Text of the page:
Before wind­ing up the broad­cast, we “dol­ly out” to syn­op­size the rela­tion­ship between the Japan­ese invaders of Chi­na, the Green Gang gang­sters, the Kuom­intang regime of Chi­ang Kai-shek which front­ed for the Green Gang and col­lab­o­rat­ed with the Japan­ese, Japan­ese cor­po­ra­tions and Japan­ese colo­nial inter­ests in Korea and Tai­wan.

This overview fore­shad­ows the polit­i­cal con­sor­tium that—in the post­war peri­od, became the Asian Peo­ples’ Anti-Com­mu­nist League, a key com­po­nent of what was to become the World Anti-Com­mu­nist League.

Key Points of Dis­cus­sion and Analy­sis Include: Green Gang boss Tu Yueh-sheng’s con­trol of Shanghai’s boom­ing gam­bling and over­lap­ping broth­el busi­ness­es; syn­op­tic review of the rela­tion­ship between Tu Yueh-sheng and the Green Gang and Chi­ang Kai-shek; Chiang’s sanc­tion­ing of Tu to con­trol the KMT’s drug traf­fick­ing; the sym­bi­ot­ic, coop­er­a­tive rela­tion­ship between the invad­ing Japan­ese and the Green Gang, cement­ed by Gen­er­al Doi­hara and Kodama Yoshio on the side of the invaders and Green Gang/KMT oper­a­tives the Ku broth­ers (one of whom was Tu’s har­bor boss in Shang­hai and the oth­er of whom was a top KMT gen­er­al); review of the Japan­ese devel­op­ment of the nar­cotics busi­ness in Manchuria; the Japan­ese use of their Manchuri­an nar­cotics enter­prise to sub­vert Chi­na by increas­ing the population’s addic­tion rate; review of Chi­ang Kai-shek’s col­lab­o­ra­tion with the Manchurian/Japanese nar­cotics enter­prise; the role of Japan­ese zaibat­su and oth­er col­o­nized areas in the Japan­ese nar­cotics busi­ness.

“ . . . . The [opi­um] was con­vert­ed into mor­phine and hero­in at fac­to­ries in Manchuria, Korea and Tai­wan, then smug­gled direct­ly across the strait on motor­ized junks, to main­land ware­hous­es owned by Mit­sui, Mit­subishi and oth­er con­glom­er­ates. An army fac­to­ry in Seoul that pro­duced over 2,600 kilos of hero­in in 1938–1939 was only one of sev­er­al hun­dred fac­to­ries in Manchuria, Korea, Tai­wan, and in Japan­ese con­ces­sions in main­land cities like Han­kow. . . .”

We con­clude the pro­gram with analy­sis of pow­er broker–Kodama Yoshio who helped insti­tu­tion­al­ize the col­lab­o­ra­tion between Chi­nese KMT, Kore­an and Japan­ese fas­cists. Note­wor­thy, as well is Kodama’s close rela­tion­ship between with the CIA and the Japan­ese Impe­r­i­al fam­i­ly in the postwar/Cold War peri­od.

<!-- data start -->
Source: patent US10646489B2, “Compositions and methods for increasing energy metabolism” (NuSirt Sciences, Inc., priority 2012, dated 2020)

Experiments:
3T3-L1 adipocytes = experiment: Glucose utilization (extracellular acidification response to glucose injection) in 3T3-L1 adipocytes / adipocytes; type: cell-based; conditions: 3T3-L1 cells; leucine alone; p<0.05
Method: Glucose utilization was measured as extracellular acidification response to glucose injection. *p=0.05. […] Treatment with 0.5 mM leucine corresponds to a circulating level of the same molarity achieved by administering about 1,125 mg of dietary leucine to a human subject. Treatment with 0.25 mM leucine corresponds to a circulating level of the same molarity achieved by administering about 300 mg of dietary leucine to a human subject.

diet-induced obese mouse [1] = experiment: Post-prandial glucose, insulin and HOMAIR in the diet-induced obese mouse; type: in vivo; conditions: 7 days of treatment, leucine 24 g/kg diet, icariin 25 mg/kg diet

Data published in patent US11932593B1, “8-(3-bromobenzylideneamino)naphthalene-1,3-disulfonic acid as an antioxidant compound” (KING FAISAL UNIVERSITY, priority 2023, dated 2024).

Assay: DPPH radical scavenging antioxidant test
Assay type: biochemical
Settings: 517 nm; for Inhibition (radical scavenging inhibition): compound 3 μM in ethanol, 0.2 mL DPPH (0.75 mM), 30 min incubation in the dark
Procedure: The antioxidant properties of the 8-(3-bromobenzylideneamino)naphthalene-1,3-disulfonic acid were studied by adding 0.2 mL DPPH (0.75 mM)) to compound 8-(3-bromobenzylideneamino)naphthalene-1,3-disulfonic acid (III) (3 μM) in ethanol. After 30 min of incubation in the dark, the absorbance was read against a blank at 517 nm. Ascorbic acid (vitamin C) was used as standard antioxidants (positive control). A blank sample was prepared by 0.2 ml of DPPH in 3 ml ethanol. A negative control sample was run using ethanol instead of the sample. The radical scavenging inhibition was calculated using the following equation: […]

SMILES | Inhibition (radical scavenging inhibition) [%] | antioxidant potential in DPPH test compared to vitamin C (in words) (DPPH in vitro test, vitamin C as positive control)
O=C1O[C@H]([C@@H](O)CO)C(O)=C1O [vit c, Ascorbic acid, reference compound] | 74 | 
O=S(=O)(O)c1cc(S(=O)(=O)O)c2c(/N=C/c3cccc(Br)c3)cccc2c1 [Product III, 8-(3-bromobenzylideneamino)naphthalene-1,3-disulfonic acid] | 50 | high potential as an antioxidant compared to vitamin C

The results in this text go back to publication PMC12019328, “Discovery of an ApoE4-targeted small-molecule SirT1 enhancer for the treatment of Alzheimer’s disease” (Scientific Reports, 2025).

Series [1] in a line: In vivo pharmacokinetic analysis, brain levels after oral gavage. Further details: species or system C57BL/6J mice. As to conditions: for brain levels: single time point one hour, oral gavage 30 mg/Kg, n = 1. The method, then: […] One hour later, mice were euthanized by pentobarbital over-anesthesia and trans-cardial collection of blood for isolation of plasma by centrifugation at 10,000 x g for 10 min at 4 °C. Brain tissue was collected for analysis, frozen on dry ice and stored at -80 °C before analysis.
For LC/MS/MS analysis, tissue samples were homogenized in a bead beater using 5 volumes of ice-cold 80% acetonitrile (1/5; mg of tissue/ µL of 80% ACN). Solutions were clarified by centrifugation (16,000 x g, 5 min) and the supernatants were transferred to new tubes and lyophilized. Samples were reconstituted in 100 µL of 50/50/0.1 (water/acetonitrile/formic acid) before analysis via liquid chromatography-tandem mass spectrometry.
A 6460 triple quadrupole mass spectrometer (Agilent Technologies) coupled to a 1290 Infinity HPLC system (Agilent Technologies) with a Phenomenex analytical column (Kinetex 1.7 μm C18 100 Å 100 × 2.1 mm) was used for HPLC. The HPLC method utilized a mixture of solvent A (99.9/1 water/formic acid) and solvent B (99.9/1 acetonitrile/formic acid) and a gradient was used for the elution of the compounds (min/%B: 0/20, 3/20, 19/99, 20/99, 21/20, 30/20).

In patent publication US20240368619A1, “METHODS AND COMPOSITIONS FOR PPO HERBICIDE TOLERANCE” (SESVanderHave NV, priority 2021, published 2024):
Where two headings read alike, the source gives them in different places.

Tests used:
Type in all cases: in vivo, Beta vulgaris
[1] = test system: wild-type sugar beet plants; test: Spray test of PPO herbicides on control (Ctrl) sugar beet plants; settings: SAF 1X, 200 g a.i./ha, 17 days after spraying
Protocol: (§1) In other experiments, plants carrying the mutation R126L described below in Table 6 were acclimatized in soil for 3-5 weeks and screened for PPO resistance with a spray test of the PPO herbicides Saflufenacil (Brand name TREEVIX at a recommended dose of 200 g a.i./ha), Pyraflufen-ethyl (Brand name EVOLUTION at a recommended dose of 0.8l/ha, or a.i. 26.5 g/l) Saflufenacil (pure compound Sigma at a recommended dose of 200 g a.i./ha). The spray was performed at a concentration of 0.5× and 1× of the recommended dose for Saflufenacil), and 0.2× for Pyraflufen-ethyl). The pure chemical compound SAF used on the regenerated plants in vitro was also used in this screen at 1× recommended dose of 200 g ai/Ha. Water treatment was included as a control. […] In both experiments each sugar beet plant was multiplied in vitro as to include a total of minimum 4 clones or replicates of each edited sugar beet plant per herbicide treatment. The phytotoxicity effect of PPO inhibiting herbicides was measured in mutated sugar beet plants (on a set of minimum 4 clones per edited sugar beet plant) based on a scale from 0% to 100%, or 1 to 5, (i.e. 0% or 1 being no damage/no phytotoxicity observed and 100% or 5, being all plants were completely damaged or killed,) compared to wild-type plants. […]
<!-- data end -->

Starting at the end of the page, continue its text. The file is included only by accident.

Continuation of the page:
Kodama Yoshio epit­o­mizes and embod­ies the oper­a­tional and ide­o­log­i­cal struc­ture of the Asian Peo­ple’s Anti-Com­mu­nist League, the Asian branch of what was to become the World Anti-Com­mu­nist League.

Key Points of Dis­cus­sion and Analy­sis Include: Kodama’s accu­mu­lat­ed for­tune of 13 bil­lion dol­lars in World War II dol­lars; Kodama’s close rela­tion­ship with Japan­ese Emper­or Hiro­hi­to, who allowed him to stash some of his wealth in the Impe­r­i­al Palace; Kodama’s dom­i­nant posi­tion in the nar­cotics traf­fic, dur­ing and after World War II; Kodama’s dona­tion of 100 mil­lion dol­lars to the CIA (equiv­a­lent to 1 bil­lion dol­lars in today’s cur­ren­cy); Kodama’s con­tin­ued dom­i­nance in the glob­al nar­cotics traf­fic, dur­ing the time he was on the CIA’s pay­roll; Kodama’s cozy rela­tion­ship with Prince Higashiku­ni, Emper­or Hiro­hi­to’s uncle, who facil­i­tat­ed Kodama’s oper­a­tions, includ­ing his close rela­tion­ship with the U.S.


FTR#1202 The Narco-Fascism of Chiang Kai-shek and the Kuomintang, Part 9

Con­tin­u­ing our series on the regime of Chi­ang Kai-shek–all but beat­i­fied dur­ing the Cold War–we draw still more on a mag­nif­i­cent book–The Soong Dynasty by Ster­ling Sea­grave. Although sad­ly out of print, the book is still avail­able through used book ser­vices, and we emphat­i­cal­ly encour­age lis­ten­ers to take advan­tage of those and obtain it.

(Mr. Emory gets no mon­ey from said pur­chas­es of the book.)

Tack­ling Amer­i­can ide­o­log­i­cal delu­sion vis a vis Chi­ang Kai-shek and the Kuom­intang, the broad­cast resumes analy­sis of the embrace of Chi­ang by the State Depart­ment and the allied U.S. press and the schism with the War Depart­ment (lat­er the Depart­ment of Defense.)

Chi­ang’s anti-Com­mu­nism endeared him to ele­ments of State, even–as we have seen–his obses­sion with fight­ing the CCP instead of the invad­ing Japan­ese was cor­rect­ly fore­cast by T.V. Soong, among oth­ers as dri­ving the Chi­nese peo­ple into the arms of the invaders.